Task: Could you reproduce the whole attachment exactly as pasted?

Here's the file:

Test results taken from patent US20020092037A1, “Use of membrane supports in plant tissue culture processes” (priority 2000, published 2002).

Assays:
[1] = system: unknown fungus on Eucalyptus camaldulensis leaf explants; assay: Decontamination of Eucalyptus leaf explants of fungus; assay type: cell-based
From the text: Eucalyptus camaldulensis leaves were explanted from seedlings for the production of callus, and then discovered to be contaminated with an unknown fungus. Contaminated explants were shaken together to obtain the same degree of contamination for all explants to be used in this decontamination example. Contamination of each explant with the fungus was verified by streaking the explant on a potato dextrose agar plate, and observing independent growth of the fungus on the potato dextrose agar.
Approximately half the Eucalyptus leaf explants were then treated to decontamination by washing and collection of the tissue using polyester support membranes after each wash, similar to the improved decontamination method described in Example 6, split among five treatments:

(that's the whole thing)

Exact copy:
Test results taken from patent US20020092037A1, “Use of membrane supports in plant tissue culture processes” (priority 2000, published 2002).

Assays:
[1] = system: unknown fungus on Eucalyptus camaldulensis leaf explants; assay: Decontamination of Eucalyptus leaf explants of fungus; assay type: cell-based
From the text: Eucalyptus camaldulensis leaves were explanted from seedlings for the production of callus, and then discovered to be contaminated with an unknown fungus. Contaminated explants were shaken together to obtain the same degree of contamination for all explants to be used in this decontamination example. Contamination of each explant with the fungus was verified by streaking the explant on a potato dextrose agar plate, and observing independent growth of the fungus on the potato dextrose agar.
Approximately half the Eucalyptus leaf explants were then treated to decontamination by washing and collection of the tissue using polyester support membranes after each wash, similar to the improved decontamination method described in Example 6, split among five treatments: